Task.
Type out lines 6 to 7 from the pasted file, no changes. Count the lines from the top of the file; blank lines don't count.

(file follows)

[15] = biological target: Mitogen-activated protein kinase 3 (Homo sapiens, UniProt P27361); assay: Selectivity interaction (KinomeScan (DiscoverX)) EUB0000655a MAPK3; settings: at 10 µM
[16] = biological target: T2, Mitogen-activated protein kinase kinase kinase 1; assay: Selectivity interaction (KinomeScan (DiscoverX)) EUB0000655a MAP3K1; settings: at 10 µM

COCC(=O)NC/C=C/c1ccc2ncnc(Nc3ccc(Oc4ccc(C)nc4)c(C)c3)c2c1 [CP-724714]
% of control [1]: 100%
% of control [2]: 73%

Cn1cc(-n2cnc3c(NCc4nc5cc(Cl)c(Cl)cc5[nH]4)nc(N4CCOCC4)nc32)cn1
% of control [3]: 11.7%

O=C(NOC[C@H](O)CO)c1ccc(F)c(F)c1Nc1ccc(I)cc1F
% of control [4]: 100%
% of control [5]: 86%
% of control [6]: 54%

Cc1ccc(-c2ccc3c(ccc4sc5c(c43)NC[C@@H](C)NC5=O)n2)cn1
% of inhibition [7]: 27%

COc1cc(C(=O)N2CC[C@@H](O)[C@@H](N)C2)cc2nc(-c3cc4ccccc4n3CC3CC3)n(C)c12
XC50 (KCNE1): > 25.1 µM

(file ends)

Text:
Cn1cc(-n2cnc3c(NCc4nc5cc(Cl)c(Cl)cc5[nH]4)nc(N4CCOCC4)nc32)cn1
% of control [3]: 11.7%